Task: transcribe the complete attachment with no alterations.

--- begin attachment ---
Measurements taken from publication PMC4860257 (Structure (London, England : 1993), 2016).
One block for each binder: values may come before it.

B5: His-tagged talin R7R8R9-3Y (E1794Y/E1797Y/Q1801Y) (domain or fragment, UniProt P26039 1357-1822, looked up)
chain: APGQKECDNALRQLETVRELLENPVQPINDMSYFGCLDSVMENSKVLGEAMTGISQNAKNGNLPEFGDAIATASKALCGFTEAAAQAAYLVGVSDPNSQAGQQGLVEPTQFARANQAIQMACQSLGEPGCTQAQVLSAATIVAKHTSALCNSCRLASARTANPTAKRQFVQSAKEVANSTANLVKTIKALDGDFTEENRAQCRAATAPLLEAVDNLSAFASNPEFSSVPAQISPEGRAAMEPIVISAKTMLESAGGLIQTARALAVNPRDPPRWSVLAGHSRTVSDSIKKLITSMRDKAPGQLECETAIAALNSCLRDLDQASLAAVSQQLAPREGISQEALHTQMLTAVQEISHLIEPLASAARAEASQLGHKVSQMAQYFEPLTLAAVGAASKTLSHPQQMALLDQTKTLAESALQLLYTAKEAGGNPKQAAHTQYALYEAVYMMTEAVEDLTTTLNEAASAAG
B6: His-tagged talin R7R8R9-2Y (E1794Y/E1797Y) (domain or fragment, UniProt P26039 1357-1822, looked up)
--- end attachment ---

Measurements taken from publication PMC4860257 (Structure (London, England : 1993), 2016).
One block for each binder: values may come before it.

B5: His-tagged talin R7R8R9-3Y (E1794Y/E1797Y/Q1801Y) (domain or fragment, UniProt P26039 1357-1822, looked up)
chain: APGQKECDNALRQLETVRELLENPVQPINDMSYFGCLDSVMENSKVLGEAMTGISQNAKNGNLPEFGDAIATASKALCGFTEAAAQAAYLVGVSDPNSQAGQQGLVEPTQFARANQAIQMACQSLGEPGCTQAQVLSAATIVAKHTSALCNSCRLASARTANPTAKRQFVQSAKEVANSTANLVKTIKALDGDFTEENRAQCRAATAPLLEAVDNLSAFASNPEFSSVPAQISPEGRAAMEPIVISAKTMLESAGGLIQTARALAVNPRDPPRWSVLAGHSRTVSDSIKKLITSMRDKAPGQLECETAIAALNSCLRDLDQASLAAVSQQLAPREGISQEALHTQMLTAVQEISHLIEPLASAARAEASQLGHKVSQMAQYFEPLTLAAVGAASKTLSHPQQMALLDQTKTLAESALQLLYTAKEAGGNPKQAAHTQYALYEAVYMMTEAVEDLTTTLNEAASAAG
B6: His-tagged talin R7R8R9-2Y (E1794Y/E1797Y) (domain or fragment, UniProt P26039 1357-1822, looked up)